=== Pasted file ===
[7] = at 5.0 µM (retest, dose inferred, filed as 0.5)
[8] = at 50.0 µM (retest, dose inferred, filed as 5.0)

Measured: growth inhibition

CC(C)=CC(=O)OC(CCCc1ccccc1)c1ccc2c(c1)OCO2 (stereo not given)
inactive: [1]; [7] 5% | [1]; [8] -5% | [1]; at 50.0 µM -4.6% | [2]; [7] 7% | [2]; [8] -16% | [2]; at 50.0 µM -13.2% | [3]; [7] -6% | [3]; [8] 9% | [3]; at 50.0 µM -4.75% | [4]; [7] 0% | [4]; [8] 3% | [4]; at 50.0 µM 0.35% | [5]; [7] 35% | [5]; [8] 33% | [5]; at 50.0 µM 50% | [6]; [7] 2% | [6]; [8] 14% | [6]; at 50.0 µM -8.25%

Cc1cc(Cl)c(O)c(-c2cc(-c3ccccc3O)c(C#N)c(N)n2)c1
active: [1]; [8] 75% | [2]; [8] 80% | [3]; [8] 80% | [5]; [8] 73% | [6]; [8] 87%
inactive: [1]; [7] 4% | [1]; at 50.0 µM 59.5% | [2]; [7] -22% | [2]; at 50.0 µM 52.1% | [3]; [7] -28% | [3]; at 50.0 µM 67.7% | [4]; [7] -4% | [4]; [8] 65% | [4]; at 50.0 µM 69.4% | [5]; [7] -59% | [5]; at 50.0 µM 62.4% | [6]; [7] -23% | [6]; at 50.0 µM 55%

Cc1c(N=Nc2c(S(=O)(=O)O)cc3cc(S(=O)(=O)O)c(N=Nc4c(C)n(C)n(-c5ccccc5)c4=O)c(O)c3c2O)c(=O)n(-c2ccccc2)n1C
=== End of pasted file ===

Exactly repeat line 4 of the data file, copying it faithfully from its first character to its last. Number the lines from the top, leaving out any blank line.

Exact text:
CC(C)=CC(=O)OC(CCCc1ccccc1)c1ccc2c(c1)OCO2 (stereo not given)